What kind of chainsaw should I buy? The first questions you should ask yourself.
Ever thought of buying a chainsaw and didn’t know where to start? Hopefully, this starter guide will help. From someone who is only going to use a saw a couple of times a year to someone looking to have a workhorse, hopefully, this guide will help you narrow what kind of saw makes the most sense.
The key questions to ask yourself when buying a chainsaw
With so many different products out there, it’s hard to know where to start. Here, you can ask yourself several questions to dial in the kind of saw you want. The saws I am talking about here are primarily the Sthil Gas Powered saws. Husqvarna makes great saws too, but Sthil is what I know, and it’s all I buy so that I will speak within my knowledge base.
#1 How much power do I really need?
- How long do you plan to cut in one go? A couple hours or a whole day?
- How often are you going to use the saw? Daily, weekly, monthly, annually?
- How big is the lumber you need to cut? What is the diameter of the wood?
#2 How much of the maintenance, cleaning, sharpening do you plan to do yourself?
- I plan mostly bring it into the shop to have anything done
- A bit of my own and sometimes bring it in.
- I will probably do most of this on my own.
What features do I think are most important – How I picked my first chainsaw?
I was a National Service Volunteer for the Conservation Corps of Minnesota and Iowa for two years and learned a lot from those years about saws. The first year I had the good fortune to use several kinds of Sthil chainsaws. The following year as a Field Specialist, I learned how to build a saw from the piston heads up. After that time, my folks were looking to get numerous trees removed from their property. It would have cost thousands and thousands of dollars, but instead, we made an agreement that I would take down and process all the trees in their backyard in exchange for the saw, tools, and all necessary PPE.
When It came down to my choice of what saw I wanted I used the questions above in order to make my determination.
#3 Chainsaw Usage
- I was going to use it daily. It was likely that I would cut for a whole day for most months of the year
- I was going to cut larger trees. The biggest cut tree that I was likely to need to cut was roughly 2’ so that would help gauge the size bar I would need for my saw, which I ended up picking a 20” bar.
#4 Chainsaw Maintenance
- I was willing to learn about maintenance. I figured since I knew how to do most of the work on the particular saw I wouldn’t have to take it in too often. Unfortunately, if I ever needed to do some overhaul work I don’t have some of the key tools needed to do that. However, my goal is never to treat my saw in such a way that would warrant an overhaul.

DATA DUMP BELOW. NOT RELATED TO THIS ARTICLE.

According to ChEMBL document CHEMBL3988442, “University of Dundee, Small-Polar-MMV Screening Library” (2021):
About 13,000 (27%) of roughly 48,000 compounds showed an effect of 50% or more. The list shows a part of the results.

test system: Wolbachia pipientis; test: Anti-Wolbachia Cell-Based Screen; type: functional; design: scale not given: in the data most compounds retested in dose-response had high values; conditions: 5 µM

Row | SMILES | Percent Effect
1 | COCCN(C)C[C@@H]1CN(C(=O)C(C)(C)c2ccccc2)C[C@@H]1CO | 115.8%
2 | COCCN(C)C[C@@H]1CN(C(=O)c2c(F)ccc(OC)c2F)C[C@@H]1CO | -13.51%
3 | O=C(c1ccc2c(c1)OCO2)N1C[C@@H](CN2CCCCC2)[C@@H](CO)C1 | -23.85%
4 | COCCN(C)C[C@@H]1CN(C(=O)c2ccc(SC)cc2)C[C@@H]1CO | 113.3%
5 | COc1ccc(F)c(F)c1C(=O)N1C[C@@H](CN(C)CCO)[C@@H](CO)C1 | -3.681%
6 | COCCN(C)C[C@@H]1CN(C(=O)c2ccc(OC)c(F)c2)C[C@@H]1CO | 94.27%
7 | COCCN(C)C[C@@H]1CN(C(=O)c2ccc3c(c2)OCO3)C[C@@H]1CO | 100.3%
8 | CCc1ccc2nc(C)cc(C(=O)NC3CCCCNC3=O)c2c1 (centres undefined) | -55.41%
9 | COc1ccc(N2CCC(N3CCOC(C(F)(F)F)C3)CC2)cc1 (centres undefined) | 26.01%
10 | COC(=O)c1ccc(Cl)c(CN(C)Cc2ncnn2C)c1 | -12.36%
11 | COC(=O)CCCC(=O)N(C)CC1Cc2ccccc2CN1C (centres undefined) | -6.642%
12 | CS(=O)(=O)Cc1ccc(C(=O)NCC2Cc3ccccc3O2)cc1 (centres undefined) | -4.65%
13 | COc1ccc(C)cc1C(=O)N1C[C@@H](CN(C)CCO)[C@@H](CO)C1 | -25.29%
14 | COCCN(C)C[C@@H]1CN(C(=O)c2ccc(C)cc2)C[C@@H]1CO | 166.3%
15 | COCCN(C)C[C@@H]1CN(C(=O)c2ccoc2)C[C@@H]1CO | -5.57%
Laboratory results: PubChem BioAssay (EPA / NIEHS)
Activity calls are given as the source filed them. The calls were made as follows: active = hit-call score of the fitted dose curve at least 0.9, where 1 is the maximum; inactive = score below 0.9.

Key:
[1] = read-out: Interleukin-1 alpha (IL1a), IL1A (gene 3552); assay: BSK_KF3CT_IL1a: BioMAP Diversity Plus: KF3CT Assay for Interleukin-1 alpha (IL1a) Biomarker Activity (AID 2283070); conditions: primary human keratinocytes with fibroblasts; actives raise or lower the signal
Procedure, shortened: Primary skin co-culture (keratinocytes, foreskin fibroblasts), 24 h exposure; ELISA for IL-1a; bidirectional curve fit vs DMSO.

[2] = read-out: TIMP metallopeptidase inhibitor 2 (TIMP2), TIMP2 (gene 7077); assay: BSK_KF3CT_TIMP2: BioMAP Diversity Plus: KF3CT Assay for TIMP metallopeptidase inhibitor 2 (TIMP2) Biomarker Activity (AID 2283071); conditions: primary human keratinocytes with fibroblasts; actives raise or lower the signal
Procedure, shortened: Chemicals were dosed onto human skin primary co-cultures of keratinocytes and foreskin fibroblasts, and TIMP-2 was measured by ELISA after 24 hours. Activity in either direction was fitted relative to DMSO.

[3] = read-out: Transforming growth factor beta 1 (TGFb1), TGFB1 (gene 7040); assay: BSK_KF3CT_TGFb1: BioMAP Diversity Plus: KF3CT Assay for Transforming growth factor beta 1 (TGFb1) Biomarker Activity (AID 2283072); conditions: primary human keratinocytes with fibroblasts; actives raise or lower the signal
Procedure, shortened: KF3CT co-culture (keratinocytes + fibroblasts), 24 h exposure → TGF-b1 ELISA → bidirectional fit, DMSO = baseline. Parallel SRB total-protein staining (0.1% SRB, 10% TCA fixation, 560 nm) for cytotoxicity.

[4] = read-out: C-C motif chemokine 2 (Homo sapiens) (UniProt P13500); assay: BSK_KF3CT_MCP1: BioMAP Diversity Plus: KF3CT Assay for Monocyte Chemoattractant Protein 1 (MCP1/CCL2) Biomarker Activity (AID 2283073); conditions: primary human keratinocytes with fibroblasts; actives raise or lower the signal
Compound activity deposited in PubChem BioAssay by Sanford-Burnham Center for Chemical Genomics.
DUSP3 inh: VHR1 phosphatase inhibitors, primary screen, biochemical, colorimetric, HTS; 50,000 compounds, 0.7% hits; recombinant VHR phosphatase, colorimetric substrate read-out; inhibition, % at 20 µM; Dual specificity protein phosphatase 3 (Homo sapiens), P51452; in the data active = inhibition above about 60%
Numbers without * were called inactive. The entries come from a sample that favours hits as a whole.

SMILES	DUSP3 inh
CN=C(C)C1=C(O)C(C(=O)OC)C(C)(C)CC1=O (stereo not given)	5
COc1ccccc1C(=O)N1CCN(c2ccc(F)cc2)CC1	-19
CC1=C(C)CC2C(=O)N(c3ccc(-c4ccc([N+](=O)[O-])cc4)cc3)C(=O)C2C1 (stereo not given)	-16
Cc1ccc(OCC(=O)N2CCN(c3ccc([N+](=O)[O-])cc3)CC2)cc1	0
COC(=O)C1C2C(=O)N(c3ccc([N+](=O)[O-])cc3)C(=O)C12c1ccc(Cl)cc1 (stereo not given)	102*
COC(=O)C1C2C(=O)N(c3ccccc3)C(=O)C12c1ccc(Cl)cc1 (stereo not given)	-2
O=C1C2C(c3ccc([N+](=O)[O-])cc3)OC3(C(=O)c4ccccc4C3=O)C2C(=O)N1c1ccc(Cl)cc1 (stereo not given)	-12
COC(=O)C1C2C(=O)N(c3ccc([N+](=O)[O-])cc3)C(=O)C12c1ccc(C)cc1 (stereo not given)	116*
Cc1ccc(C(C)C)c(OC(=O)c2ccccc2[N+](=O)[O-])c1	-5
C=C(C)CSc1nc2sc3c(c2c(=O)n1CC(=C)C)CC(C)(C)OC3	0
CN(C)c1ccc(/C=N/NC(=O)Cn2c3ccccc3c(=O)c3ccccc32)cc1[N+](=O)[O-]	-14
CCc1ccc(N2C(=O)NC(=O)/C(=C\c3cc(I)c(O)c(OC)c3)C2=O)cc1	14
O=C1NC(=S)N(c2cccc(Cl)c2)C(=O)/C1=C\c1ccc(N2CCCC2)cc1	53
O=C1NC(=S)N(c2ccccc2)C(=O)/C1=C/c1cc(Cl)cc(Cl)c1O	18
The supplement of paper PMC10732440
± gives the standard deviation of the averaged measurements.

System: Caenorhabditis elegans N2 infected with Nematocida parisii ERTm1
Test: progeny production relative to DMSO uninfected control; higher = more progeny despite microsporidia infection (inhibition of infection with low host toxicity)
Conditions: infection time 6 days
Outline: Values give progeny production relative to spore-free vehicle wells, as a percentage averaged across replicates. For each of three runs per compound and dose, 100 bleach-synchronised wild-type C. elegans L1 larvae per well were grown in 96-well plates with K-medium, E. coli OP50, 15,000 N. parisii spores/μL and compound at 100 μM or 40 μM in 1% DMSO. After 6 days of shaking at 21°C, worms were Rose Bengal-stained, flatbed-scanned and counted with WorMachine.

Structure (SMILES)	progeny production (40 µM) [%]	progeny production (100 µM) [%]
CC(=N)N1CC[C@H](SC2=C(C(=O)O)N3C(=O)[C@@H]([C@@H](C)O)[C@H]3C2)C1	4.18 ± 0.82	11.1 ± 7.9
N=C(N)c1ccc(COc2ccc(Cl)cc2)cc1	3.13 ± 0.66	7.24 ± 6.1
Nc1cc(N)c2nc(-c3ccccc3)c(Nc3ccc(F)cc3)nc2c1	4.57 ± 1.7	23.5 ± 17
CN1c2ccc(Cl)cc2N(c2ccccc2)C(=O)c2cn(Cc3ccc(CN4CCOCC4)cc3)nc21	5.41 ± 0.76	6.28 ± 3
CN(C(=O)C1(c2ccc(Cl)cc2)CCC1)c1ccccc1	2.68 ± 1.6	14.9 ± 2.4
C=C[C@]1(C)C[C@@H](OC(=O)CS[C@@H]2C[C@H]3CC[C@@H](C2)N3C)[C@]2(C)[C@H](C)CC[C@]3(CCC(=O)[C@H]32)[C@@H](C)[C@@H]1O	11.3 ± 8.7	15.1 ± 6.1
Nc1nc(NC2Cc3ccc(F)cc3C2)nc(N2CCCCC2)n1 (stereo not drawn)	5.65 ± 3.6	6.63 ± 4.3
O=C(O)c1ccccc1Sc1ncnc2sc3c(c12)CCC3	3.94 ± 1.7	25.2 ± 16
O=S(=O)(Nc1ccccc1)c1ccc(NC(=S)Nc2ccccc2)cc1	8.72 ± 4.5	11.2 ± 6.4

- I knew that I wanted the 362 because it is the saw I am the most familiar with. It has the best air filter system, which helps lower the amount of maintenance overall. It is the saw I needed for the job and has the power, bar, and reliability I needed for big jobs.
#5 A Question of Size and Power of Chainsaws
How much power do I really need? When you are answering this, really, you are determining what size powerhead you need, which usually corresponds with the size of bar that you will want to run on your chain saw.
- Most saws have a few different size bars that are acceptable on their saws. The power output does generally correspond with how saws are sold. Homeowner -> Farm and Ranch -> Professional. Lower to higher in that order. I wouldn’t recommend spending a bunch on the biggest baddest saw you find, and it’s a pain to deal with fallen limbs in the backyard with a huge powerhead running a 24” bar; it’s just too much saw for the job. So when looking for the right saw, think about what you will be using it for.
#6 How much of the maintenance, cleaning, sharpening do you plan to do yourself?
- Do I want a homeowner, farm and ranch, or pro saw? Homeowner saws are great for small jobs or infrequent use, a few times a year. Farm and ranch saws are awesome for those bigger jobs with the expectation that you are probably bringing them into the shop here and there for maintenance and tune-ups.
- Professional saws are meant for constant use with an expectation that the user is probably doing regular maintenance on them. Pro saws also don’t generally have features that prevent powerhead burnout so if you’re getting one of these make sure you’re confident in your use. I’ve seen a new user burn out a piston head in a couple of days.
- What features do I think are most important? Features are often saw specific that it’s hard to nail this down without a spreadsheet. To distill it down there are usually two versions of each size saw. One that has more easy-to-use features and the other without.